ESPN, “Your Boxing Vomitory,” televised a card last Friday that was beyond the pale even by their lowly standards. Each fight featured a heavy favorite pounding an inept or unprepared last-minute substitute. Naturally, this made for poor viewing, but it also made a mockery of boxing safety, presumably of some importance to participants and viewers alike.
First of all, a card as badly compromised as the one from Laredo should have been cancelled. In the end, it cannot be any simpler than that. Baseball games and tennis matches are routinely rained out, but in boxing, the show must go on. Never mind that the show is no longer a show, but the equivalent of canned hunting, with all aspects of “competition” removed from it.
Another issue concerns the fact that the main event was contested for the absurd “WBC Caribbean Boxing Federation” title. These foolish kickshaws are not only meaningless, but they are also dangerous. (The Cruelest Sport covered the inherent risks of ersatz titles last summer for The Boxing Bulletin: http://www.theboxingbulletin.com/2009/06/minor-conundrum.html) Any website or outlet that mentioned this sham championship without citing its superfluity and it outlandishness is not worth reading. These media sources are also among those that expressed no shock at all concerning a top-billed fight between a 24-0 fighter, Juan Carlos Burgos, and a 17-11-1 pug, Juan Carlos Martinez, entering the bout on short notice and having to lose 21 pounds in about a week. Everyone knows that promoters, sanctioning bodies, and managers excel at moral vacuity, but what about the media?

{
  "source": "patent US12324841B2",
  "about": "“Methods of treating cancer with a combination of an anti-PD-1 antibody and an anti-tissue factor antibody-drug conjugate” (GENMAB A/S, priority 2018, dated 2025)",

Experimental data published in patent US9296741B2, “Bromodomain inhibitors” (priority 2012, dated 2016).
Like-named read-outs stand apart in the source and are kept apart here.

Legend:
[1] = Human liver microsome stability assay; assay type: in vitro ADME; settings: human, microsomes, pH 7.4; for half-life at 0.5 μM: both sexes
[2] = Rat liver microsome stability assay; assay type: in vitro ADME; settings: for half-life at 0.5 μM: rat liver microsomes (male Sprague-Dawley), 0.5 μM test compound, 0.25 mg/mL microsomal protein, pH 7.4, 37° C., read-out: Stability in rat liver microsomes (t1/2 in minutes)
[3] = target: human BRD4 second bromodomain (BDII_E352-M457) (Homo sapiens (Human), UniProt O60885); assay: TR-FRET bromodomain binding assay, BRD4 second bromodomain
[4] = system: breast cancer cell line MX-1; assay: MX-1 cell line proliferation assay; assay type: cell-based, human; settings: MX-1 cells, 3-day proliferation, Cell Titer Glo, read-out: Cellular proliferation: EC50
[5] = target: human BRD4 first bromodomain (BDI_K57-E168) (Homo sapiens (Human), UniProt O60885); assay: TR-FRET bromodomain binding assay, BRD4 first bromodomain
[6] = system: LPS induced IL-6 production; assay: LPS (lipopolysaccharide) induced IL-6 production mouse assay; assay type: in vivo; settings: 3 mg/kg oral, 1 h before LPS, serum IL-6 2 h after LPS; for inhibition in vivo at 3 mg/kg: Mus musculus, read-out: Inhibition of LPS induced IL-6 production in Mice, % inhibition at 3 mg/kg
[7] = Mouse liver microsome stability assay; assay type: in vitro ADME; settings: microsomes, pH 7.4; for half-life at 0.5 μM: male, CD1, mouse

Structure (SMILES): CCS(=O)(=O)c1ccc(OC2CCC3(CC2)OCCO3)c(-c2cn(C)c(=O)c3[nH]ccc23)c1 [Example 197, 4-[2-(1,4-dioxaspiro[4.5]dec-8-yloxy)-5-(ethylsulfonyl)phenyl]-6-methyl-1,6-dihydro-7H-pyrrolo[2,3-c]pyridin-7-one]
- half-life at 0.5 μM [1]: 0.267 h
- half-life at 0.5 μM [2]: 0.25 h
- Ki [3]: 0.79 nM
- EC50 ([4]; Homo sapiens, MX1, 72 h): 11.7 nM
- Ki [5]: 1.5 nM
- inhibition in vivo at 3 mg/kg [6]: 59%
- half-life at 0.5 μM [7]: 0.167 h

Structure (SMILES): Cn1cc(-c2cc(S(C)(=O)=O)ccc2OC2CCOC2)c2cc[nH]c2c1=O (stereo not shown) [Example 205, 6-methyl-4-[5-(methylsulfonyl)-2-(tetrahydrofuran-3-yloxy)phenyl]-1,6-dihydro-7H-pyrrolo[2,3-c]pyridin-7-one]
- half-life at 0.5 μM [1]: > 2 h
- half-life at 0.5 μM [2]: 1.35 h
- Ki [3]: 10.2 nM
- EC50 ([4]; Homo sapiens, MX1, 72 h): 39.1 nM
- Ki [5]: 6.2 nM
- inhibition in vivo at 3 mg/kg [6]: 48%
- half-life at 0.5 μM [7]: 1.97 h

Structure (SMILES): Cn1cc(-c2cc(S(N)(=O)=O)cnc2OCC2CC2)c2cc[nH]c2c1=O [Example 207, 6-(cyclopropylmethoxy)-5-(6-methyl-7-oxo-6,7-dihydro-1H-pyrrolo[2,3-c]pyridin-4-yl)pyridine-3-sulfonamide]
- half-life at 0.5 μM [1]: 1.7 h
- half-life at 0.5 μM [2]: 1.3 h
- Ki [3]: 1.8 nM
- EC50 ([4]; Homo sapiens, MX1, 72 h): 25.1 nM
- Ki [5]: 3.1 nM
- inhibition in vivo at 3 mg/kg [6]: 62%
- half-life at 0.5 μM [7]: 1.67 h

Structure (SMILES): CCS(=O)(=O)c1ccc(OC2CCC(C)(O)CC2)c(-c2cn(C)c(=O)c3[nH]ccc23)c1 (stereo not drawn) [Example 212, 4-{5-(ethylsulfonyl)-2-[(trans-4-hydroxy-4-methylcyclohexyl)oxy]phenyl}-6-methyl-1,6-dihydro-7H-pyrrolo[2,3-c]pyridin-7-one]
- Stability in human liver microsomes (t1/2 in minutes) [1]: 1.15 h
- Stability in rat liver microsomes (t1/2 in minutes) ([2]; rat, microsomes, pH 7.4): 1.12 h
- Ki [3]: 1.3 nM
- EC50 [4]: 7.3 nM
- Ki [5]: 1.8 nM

Not only was Martinez a late substitute forced to lose 21 pounds, but he was also cut no slack by promoters (and television executives, by extension) who could not even be bothered to reduce the fight from an idiotic 12 rounds to a more manageable 10 rounds. Did it matter that by showing up at 129 pounds, Martinez was not eligible to win the asinine title at stake? Surprise, surprise, Martinez was knocked out in the last round of a bout where his health was compromised from the moment he was offered the fight. This is an affront to the safety of fighters and a disgrace all around. Martinez may have escaped permanent injury on Friday night, but he was a walking time bomb entering the ring, and his health was risked by the same network that saw another late substitute–Beethaeven Scottland–killed on its air several years ago.